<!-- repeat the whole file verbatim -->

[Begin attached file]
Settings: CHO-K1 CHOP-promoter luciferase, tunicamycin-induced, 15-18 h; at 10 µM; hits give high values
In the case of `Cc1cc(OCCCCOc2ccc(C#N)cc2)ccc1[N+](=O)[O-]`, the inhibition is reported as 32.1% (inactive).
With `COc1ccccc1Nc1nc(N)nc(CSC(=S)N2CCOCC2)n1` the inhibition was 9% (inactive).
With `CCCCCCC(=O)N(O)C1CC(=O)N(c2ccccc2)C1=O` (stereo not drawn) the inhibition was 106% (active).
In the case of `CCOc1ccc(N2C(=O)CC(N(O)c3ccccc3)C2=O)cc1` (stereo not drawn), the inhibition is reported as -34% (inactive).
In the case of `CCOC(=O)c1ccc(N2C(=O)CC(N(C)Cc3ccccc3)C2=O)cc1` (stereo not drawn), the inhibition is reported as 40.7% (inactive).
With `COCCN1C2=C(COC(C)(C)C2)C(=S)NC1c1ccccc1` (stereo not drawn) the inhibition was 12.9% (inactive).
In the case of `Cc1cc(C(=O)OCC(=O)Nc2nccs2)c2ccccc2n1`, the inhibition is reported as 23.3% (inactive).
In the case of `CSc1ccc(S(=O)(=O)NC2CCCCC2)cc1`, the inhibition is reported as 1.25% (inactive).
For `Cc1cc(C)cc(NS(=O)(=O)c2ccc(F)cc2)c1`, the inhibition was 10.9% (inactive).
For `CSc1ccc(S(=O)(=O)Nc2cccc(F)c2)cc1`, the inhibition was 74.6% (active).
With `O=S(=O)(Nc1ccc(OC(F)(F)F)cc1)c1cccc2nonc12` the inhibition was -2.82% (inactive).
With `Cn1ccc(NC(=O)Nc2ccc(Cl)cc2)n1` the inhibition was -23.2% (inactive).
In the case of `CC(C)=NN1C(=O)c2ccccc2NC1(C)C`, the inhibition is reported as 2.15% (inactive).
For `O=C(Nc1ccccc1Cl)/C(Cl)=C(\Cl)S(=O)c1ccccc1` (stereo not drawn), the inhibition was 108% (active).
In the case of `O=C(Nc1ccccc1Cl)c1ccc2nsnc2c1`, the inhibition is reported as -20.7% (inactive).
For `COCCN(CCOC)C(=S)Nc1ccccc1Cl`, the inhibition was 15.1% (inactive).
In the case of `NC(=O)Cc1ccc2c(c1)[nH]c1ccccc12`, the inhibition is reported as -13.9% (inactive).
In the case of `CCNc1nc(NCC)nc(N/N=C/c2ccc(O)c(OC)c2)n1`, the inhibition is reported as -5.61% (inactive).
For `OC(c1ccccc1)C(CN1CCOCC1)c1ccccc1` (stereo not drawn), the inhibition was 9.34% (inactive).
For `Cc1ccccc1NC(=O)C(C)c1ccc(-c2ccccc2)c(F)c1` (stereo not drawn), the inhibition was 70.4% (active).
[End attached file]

Settings: CHO-K1 CHOP-promoter luciferase, tunicamycin-induced, 15-18 h; at 10 µM; hits give high values
In the case of `Cc1cc(OCCCCOc2ccc(C#N)cc2)ccc1[N+](=O)[O-]`, the inhibition is reported as 32.1% (inactive).
With `COc1ccccc1Nc1nc(N)nc(CSC(=S)N2CCOCC2)n1` the inhibition was 9% (inactive).
With `CCCCCCC(=O)N(O)C1CC(=O)N(c2ccccc2)C1=O` (stereo not drawn) the inhibition was 106% (active).
In the case of `CCOc1ccc(N2C(=O)CC(N(O)c3ccccc3)C2=O)cc1` (stereo not drawn), the inhibition is reported as -34% (inactive).
In the case of `CCOC(=O)c1ccc(N2C(=O)CC(N(C)Cc3ccccc3)C2=O)cc1` (stereo not drawn), the inhibition is reported as 40.7% (inactive).
With `COCCN1C2=C(COC(C)(C)C2)C(=S)NC1c1ccccc1` (stereo not drawn) the inhibition was 12.9% (inactive).
In the case of `Cc1cc(C(=O)OCC(=O)Nc2nccs2)c2ccccc2n1`, the inhibition is reported as 23.3% (inactive).
In the case of `CSc1ccc(S(=O)(=O)NC2CCCCC2)cc1`, the inhibition is reported as 1.25% (inactive).
For `Cc1cc(C)cc(NS(=O)(=O)c2ccc(F)cc2)c1`, the inhibition was 10.9% (inactive).
For `CSc1ccc(S(=O)(=O)Nc2cccc(F)c2)cc1`, the inhibition was 74.6% (active).
With `O=S(=O)(Nc1ccc(OC(F)(F)F)cc1)c1cccc2nonc12` the inhibition was -2.82% (inactive).
With `Cn1ccc(NC(=O)Nc2ccc(Cl)cc2)n1` the inhibition was -23.2% (inactive).
In the case of `CC(C)=NN1C(=O)c2ccccc2NC1(C)C`, the inhibition is reported as 2.15% (inactive).
For `O=C(Nc1ccccc1Cl)/C(Cl)=C(\Cl)S(=O)c1ccccc1` (stereo not drawn), the inhibition was 108% (active).
In the case of `O=C(Nc1ccccc1Cl)c1ccc2nsnc2c1`, the inhibition is reported as -20.7% (inactive).
For `COCCN(CCOC)C(=S)Nc1ccccc1Cl`, the inhibition was 15.1% (inactive).
In the case of `NC(=O)Cc1ccc2c(c1)[nH]c1ccccc12`, the inhibition is reported as -13.9% (inactive).
In the case of `CCNc1nc(NCC)nc(N/N=C/c2ccc(O)c(OC)c2)n1`, the inhibition is reported as -5.61% (inactive).
For `OC(c1ccccc1)C(CN1CCOCC1)c1ccccc1` (stereo not drawn), the inhibition was 9.34% (inactive).
For `Cc1ccccc1NC(=O)C(C)c1ccc(-c2ccccc2)c(F)c1` (stereo not drawn), the inhibition was 70.4% (active).